Mergers and acquisitions can be an exciting time for your company. The future is bright, and new challenges await when one company acquires another. However, one of the primary challenges during a merger or acquisition is maintaining tight information security.
A small oversight can lead to software and monetary damages, hurting your company before you can complete the merger. Here’s what you can do to ensure cybersecurity throughout the process.
Merger and Acquisition Cybersecurity Tip 1 – Evaluate the Current Security
One of the first steps you can take is to assess the current cybersecurity structure in each business. A thorough examination of each company’s processes will show any weaknesses that could make the merger vulnerable to hackers.
Transparency about your company’s cybersecurity is of the utmost importance to you and the company you’re merging with. Gaps in these structures can have a high monetary cost from the security liability and hackers.
When it was preparing for acquisition by Verizon, Yahoo faced a class-action lawsuit based on claims of data breaches. The company had to pay over $100 million to the plaintiffs, renegotiate with Verizon, and cut the acquisition price from $4.83 billion to $4.48 billion.
Merger and Acquisition Cybersecurity Tip 2 – Educate Employees on Cybersecurity Rules
When your business goes through an acquisition, you could be onboarding 20 people or 20,000 people. Mergers — horizontal or vertical or another type — can include hiccups initially. To ensure a smooth transition, new and current employees should learn the proper cybersecurity protocols.
When employees start at their new company, they’ll likely need to create accounts and passwords for the new websites and software. Encourage them to use sophisticated passwords using capital letters, numbers, and special characters.
Also, use different passwords for every website. You can use a password manager to help keep track and add another layer of security.
An easy way to leave a device vulnerable to a cyber attack is to fall for a phishing scam. These suspicious links cause trouble by infecting computers with malware.
About 90% of data breaches occur because of phishing, and it’s only getting worse every year. Show all employees what these scams look like and how to avoid them.
One way to ensure cybersecurity during an acquisition is to update all software. Systems with updated security can much better prevent attacks like ransomware.
In 2017, a worldwide cyber attack occurred at the hands of ransomware called WannaCry. It primarily affected Microsoft Windows computers that had yet to download the latest security patch. In the five years since it happened, WannaCry has caused about $4 billion in damages worldwide.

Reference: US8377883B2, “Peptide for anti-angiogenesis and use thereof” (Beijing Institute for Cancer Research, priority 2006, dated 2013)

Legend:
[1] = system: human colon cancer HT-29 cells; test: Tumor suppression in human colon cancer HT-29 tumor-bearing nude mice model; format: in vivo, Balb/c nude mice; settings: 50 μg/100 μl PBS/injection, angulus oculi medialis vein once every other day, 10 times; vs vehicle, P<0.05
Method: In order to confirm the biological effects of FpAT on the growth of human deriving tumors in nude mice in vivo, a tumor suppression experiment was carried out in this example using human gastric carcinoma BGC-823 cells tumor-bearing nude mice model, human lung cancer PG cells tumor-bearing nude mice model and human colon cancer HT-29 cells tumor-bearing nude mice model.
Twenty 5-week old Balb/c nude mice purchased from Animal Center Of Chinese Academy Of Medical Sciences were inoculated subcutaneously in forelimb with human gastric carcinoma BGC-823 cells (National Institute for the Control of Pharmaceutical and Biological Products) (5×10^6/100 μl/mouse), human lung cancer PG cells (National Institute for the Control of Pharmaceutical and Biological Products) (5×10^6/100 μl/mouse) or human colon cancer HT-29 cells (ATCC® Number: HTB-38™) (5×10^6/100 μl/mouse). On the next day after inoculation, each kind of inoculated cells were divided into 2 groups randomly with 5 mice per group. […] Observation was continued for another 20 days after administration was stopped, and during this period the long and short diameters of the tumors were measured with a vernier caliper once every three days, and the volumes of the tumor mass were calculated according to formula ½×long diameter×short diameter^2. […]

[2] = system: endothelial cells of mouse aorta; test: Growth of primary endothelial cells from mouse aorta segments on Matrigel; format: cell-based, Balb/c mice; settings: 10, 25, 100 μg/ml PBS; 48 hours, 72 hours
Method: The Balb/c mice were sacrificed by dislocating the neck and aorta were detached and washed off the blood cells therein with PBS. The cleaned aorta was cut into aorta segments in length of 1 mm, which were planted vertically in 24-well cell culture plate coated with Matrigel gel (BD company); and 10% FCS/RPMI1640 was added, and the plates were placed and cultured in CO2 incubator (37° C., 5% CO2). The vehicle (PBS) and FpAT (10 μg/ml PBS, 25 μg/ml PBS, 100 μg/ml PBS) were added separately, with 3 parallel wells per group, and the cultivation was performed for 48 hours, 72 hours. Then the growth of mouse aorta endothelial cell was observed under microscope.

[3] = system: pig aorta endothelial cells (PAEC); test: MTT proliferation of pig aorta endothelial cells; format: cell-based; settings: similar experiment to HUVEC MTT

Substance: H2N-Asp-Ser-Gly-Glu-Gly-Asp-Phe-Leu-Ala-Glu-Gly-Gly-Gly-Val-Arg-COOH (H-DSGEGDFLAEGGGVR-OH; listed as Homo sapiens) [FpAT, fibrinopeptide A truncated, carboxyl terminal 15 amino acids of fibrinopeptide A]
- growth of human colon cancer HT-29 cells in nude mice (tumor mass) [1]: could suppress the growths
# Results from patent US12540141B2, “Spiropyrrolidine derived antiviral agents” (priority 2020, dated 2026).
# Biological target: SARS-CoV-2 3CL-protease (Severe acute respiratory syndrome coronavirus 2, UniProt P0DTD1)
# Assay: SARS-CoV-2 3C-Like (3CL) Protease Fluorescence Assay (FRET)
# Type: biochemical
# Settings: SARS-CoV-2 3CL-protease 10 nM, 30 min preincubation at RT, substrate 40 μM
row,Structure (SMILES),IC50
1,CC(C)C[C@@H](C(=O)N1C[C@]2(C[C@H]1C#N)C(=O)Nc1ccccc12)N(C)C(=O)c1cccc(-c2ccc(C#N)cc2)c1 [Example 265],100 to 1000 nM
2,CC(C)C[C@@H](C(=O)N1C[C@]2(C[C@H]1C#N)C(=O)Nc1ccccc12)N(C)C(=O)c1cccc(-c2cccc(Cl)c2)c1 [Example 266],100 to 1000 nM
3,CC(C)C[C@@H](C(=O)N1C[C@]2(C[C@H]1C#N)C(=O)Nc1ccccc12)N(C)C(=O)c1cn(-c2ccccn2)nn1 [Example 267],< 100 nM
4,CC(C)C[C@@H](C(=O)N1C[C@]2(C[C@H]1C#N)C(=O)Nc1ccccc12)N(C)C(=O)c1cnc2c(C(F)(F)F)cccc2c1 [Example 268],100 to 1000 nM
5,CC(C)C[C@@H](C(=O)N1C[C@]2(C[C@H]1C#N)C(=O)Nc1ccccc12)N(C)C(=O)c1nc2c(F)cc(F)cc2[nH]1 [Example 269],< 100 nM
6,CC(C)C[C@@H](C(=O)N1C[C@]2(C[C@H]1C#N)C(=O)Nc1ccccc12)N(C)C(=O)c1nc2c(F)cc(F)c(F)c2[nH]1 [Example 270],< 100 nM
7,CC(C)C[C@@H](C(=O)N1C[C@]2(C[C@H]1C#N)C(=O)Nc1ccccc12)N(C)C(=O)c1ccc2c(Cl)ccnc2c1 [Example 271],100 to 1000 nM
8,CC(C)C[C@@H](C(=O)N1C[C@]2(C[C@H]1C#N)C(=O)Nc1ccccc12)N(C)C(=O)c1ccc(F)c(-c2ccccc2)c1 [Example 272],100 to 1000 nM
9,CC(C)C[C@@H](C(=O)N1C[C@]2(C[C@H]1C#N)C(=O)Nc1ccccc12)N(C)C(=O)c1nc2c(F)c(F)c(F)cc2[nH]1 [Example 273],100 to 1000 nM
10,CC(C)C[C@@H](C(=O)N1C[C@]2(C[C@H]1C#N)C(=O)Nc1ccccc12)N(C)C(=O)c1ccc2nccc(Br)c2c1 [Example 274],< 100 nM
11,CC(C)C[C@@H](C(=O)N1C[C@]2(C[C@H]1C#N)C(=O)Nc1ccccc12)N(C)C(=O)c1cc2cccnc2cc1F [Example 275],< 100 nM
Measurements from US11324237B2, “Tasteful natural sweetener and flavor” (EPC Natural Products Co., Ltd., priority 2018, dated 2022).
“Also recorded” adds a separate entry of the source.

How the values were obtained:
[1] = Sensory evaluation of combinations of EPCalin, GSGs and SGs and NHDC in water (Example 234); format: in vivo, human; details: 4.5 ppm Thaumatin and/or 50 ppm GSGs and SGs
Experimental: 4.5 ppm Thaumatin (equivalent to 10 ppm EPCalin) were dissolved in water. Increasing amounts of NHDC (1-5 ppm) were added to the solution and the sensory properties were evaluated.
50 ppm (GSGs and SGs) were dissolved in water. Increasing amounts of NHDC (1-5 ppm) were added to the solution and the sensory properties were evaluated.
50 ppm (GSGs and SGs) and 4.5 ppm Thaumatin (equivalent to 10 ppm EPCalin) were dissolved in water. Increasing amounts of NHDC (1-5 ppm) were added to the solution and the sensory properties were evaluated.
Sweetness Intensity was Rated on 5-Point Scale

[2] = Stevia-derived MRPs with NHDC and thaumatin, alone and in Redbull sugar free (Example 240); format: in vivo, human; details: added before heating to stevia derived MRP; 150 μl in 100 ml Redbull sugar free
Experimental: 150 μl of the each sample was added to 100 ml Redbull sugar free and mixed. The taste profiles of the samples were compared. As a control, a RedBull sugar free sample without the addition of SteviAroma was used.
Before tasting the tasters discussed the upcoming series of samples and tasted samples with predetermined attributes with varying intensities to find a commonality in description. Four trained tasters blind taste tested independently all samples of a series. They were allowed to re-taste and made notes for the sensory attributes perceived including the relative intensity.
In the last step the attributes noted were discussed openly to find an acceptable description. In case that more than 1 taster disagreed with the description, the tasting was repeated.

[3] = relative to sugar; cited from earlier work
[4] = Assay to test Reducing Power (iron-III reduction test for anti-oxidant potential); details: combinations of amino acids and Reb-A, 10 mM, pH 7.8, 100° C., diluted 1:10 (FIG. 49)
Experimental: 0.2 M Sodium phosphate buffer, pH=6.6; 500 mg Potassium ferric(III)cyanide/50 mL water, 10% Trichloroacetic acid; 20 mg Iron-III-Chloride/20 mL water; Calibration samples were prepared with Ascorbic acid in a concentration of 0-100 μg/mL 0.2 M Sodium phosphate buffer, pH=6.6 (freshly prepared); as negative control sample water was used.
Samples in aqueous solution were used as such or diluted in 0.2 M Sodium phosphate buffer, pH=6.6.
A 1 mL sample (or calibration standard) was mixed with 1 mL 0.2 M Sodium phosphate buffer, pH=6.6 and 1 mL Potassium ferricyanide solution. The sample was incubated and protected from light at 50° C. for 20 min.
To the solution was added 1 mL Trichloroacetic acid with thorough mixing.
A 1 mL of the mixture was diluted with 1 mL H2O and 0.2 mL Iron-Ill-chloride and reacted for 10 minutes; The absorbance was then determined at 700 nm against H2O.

Merger and Acquisition Cybersecurity Tip 3- Prepare Data for Exchange and Evaluate Employees
One of the most crucial parts of a merger is exchanging data from one company to another. A practical way to start the data transfer is to collaborate with both information technology (IT) departments, so each group knows what’s going on throughout the process.
There are different ways to transfer data, but one of the best strategies is to encrypt it. Encoding the data means only people with the access key can view it.
In an acquisition, running background checks on those handling the encrypted information can help ensure there are no cracks from within. A malicious employee could endanger the data and make it vulnerable to a ransomware attack, and they could intentionally sabotage for money, retaliation, or other motivations. Even if unintentional, a slip-up can cost a company a lot of time, money, and damages.
Assure a Safe Merger and Acquisition
While it can be a thrilling time for a company, mergers and acquisitions also bring risks — especially to cybersecurity. When two businesses come together, millions of dollars are at stake. Even one blunder can cost a company excessive resources spent fixing the damage and dealing with lawsuits.
Being meticulous in each step and covering all bases can ensure a smooth transfer for the new staff and vital information. Evaluate the security structures of both companies, teach everyone the best cybersecurity practices and encrypt backups before they exchange hands.